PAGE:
When compiling source code, the compiler uses the scope of a variable to decide what kind of code to generate for the interpreter to look up that variable’s value or to store a value into it. This generated code refers to one or more namespaces, never to scopes (which don’t exist at runtime).

Below, I will just talk about scopes. The class hierarchy for scopes is as follows:

The Scope, OpenScope and ClosedScope classes are abstract; the others are concrete.

Scopes are organized in a tree using a parent link (there is no need for a list of children). The parent is None for GlobalScope (and only for that). There is no “builtin scope” – Python’s compiler doesn’t care about it, and at runtime the builtin namespace is always chained from the global namespace.

The difference between GlobalScope and ToplevelScope is only apparent when using exec() or eval() with separate globals and locals namespaces; in that case the locals namespace corresponds to the ToplevelScope. Since the compiler doesn’t know or care whether these namespaces are different, it always distinguishes between these two scopes (both unique).

All scopes have three attributes that are sets of variable names:

A single top-down pass on the AST creates all scope objects for a compilation unit and fills these sets. Filling the sets is done by three methods:

Their definitions are as follows (some details simplified):

class Scope:
    def store(self, name: str) -> None:
        if name not in (self.locals | self.nonlocals | self.globals):

    def add_nonlocal(self, name: str) -> None:
        if name in (self.locals | self.globals):
            raise SyntaxError

    def add_global(self, name: str) -> None:
        if name in (self.locals | self.nonlocals):
            raise SyntaxError

The term “assignment” is interpreted broadly here: it includes function names, argument names, for control variables, and so on. It even includes deletions. Thus, the following code raises SyntaxError, because del x adds "x" to the locals set, which makes the subsequent add_nonlocal() call fail:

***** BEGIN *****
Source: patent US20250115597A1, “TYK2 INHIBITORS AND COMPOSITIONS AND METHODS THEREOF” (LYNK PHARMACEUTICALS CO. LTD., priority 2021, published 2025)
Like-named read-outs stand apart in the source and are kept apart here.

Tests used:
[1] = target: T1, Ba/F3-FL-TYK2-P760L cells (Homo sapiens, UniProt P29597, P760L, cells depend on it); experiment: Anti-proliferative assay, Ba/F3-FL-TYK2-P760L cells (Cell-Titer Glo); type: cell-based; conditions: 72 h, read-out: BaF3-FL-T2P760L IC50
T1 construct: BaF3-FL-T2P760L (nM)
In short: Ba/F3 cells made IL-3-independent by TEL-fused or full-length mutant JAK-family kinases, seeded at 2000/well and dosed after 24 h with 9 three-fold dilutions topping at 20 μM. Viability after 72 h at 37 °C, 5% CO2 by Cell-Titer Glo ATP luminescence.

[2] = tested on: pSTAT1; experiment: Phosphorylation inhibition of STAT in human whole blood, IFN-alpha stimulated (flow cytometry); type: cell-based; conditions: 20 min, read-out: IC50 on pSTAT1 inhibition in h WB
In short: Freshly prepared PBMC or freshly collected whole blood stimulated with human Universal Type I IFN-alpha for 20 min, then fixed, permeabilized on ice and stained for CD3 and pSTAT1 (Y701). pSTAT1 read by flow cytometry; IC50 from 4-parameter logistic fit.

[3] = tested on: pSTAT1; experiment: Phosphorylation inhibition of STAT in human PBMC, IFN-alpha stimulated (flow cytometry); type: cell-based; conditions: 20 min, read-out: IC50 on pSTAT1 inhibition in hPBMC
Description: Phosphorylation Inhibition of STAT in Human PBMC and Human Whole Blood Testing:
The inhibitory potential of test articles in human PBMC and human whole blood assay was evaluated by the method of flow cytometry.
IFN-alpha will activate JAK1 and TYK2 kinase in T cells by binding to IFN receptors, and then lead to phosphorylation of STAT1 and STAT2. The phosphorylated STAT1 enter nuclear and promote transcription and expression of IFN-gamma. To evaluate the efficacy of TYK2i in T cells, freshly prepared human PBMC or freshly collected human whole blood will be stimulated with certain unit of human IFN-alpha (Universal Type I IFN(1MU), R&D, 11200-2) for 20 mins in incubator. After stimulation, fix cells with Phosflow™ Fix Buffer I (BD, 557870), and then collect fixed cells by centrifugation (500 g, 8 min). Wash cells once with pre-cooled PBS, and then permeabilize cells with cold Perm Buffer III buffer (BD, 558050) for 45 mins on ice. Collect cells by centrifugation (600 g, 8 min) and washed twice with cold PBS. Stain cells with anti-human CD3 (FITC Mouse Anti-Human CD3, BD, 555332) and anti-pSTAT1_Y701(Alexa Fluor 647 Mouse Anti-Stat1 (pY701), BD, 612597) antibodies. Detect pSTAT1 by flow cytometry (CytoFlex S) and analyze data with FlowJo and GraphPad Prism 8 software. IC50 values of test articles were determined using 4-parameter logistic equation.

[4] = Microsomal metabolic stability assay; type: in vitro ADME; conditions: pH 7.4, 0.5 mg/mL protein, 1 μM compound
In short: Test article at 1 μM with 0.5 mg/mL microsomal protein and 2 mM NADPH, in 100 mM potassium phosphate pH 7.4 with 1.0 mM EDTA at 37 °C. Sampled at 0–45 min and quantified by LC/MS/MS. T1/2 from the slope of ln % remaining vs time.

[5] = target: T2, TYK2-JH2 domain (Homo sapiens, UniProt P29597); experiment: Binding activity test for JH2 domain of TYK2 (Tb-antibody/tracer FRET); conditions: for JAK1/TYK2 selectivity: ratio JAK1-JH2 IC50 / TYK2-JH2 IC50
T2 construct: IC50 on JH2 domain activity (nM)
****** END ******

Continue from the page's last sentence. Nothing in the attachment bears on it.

def f():
    del x
    nonlocal x

The GlobalScope class overrides add_nonlocal() to always raise. (It doesn’t override add_global(), since that is legal – if redundant – at the top level.)

It is also illegal to use a variable prior to a nonlocal or global declaration. This can be solved by an additional uses attribute managed by a load() method. I am leaving this out for now because it just adds clutter and doesn’t affect valid programs. (Note that scope is determined by assignments and nonlocal/global declarations, not by use.)

Once the Scope tree has been created and populated, the compiler is ready to generated code. This is done by another pass over the AST. During code generation, a key operation is looking up the scope of a variable, as this determines what code to generate for both loads and stores. For this purpose we define a method lookup() that various subclasses override. A few helpers are also defined.

The simplest version is GlobalScope.lookup():

class GlobalScope(OpenScope):
    def lookup(self, name: str) -> GlobalScope:
        if name in self.locals:
            return self
            raise LookupError

For other OpenScope subclasses we use OpenScope.lookup():

class OpenScope(Scope):
    def lookup(self, name: str) -> OpenScope:
        if name in self.locals:
            return self
            return self.global_scope().lookup(name)

This requires a helper method, global_scope():

class Scope:
    def global_scope(self) -> GlobalScope:
        assert self.parent is not None
        return self.parent.global_scope()

To end the recursion, GlobalScope overrides this:

class GlobalScope(OpenScope):
    def global_scope(self) -> GlobalScope:
        return self

(Why not use a loop? The recursive version let a static type checker prove more properties of the code. :-)